Our experience exploring one of the most beautiful coastal destinations in the world was phenomenal. This is what it’s like to spend 3 days kayaking in Abel Tasman National Park.
New Zealand is known for being one of the most beautiful nations in the world, home to dramatic mountain peaks, hanging glaciers, sprawling thermal hot springs and lush rainforests.
Travellers come from far and wide to hike the Great Walks, ski down crazy slopes, jump off of bridges and climb steep cliff faces.
Much to our surprise it also happens to have some of the best postcard-perfect beaches of anywhere we’ve ever seen.
After touching back down in Australia for a few months we were longing for some adventure, and being this close to New Zealand got us desperate to cross the ocean again and check it out.
Check out our Travel to New Zealand guide.
During our research of epic places to visit we came across the famous Abel Tasman National Park, the most popular park in the country, and instantly wanted to see it for ourselves.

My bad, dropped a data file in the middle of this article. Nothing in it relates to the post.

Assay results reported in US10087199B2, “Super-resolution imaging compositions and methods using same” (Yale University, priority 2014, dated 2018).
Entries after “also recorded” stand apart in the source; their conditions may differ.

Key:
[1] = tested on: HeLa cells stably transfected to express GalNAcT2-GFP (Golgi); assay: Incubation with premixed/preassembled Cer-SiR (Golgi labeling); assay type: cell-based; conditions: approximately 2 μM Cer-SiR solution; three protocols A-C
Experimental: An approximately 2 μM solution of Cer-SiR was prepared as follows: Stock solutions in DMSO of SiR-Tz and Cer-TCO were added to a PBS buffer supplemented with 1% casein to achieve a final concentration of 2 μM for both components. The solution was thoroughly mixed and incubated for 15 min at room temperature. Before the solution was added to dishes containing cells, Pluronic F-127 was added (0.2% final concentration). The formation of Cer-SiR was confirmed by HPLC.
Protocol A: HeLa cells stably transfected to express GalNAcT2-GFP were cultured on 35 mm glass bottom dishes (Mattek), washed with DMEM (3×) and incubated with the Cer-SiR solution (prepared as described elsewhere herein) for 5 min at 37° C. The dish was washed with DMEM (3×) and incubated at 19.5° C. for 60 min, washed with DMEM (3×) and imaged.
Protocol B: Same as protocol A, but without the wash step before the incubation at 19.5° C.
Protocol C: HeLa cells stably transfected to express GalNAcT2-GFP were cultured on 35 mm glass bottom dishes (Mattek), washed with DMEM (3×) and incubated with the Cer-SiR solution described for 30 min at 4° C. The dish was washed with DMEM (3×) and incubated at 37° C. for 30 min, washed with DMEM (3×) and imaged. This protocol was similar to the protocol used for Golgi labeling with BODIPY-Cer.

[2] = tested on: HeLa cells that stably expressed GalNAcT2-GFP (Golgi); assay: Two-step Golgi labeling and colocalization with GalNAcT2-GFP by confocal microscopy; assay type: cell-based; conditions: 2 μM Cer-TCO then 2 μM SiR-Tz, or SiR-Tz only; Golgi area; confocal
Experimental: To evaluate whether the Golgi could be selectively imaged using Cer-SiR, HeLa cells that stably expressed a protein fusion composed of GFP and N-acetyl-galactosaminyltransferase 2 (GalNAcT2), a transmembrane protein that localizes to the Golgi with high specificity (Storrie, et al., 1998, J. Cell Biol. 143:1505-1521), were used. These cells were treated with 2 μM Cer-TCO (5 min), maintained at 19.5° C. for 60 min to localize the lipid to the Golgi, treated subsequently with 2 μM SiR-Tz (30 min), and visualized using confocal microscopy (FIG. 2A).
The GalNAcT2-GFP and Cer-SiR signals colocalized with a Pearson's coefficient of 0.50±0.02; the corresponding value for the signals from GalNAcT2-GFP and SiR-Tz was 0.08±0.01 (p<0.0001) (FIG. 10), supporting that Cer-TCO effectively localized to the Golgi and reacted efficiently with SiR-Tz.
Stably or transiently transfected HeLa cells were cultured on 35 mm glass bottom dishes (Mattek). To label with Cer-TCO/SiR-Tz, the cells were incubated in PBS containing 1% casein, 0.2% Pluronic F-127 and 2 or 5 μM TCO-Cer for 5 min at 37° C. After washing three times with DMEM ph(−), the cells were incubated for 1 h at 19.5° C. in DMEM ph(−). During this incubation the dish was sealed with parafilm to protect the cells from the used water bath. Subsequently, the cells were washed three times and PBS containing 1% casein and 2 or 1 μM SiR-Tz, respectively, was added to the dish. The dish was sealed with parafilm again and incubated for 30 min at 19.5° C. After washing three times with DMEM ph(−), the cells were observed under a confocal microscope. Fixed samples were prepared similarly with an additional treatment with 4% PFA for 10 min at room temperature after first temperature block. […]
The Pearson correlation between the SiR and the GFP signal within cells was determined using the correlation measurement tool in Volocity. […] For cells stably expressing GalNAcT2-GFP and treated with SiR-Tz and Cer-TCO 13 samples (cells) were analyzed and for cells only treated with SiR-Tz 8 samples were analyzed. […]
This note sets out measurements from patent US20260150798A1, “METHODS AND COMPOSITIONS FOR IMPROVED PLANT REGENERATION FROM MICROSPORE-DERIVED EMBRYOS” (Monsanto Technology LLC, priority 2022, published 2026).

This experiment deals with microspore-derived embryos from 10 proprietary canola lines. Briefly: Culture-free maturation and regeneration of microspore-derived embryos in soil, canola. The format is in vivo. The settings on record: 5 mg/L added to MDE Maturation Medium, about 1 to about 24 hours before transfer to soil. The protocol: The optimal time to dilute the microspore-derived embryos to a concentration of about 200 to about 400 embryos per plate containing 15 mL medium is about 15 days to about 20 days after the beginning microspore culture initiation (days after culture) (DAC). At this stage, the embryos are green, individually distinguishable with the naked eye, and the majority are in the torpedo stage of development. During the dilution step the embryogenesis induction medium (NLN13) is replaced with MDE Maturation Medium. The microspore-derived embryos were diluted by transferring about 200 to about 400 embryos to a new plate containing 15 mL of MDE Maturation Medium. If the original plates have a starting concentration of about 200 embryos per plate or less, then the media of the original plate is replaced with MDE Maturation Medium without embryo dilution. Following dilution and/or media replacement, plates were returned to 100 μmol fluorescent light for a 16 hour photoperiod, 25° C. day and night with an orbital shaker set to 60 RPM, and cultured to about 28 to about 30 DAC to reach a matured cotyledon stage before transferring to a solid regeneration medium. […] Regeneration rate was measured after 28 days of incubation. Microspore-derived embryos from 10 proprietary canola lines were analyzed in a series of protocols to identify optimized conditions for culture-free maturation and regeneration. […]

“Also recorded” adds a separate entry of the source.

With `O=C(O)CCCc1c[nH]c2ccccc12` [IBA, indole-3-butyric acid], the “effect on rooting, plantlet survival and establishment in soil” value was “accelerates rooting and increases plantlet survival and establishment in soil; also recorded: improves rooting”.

Rather than being covered in jagged peaks and rugged valleys, Abel Tasman National Park looked like a tropical paradise, with pristine islands covered in dense rainforest and a turquoise sea lapping gently against white sand beaches fringed with palms.
Of course this being New Zealand, the gorgeous beaches weren’t places to laze in a hammock with a cocktail in hand – this was a place to have an adventure.
Two of the main ways to explore the park are by land, with the famous 60km Abel Tasman Coastal Track taking up to 5 days to complete, or by sea kayak.
Having done a lot of multi-day hikes in our lives we thought it’d be fun to mix it up and do something different. We had sea kayaked before, although never for more than a day at a time, so thought with our lack of experience it’d be best to join a professional tour operator.
By far the best tour company in the region is Abel Tasman Kayaks, so we reached out to them and asked what the best options would be for us.
They offer everything from single day ‘freedom kayak’ options, right up to an mammoth 5-day trip. We had the time, but as it was getting late in the season they weren’t running the 5-day one when we would be there.
On their advice we decided to spend two days hiking and camping independently in the national park, then joining them for their classic 3-day kayaking tour.
They told us they could organise one of their private water taxis from their office at Marahau (which is also the launching point for most adventures in Abel Tasman National Park) to take us to Totaranui, the campground at the end of the road.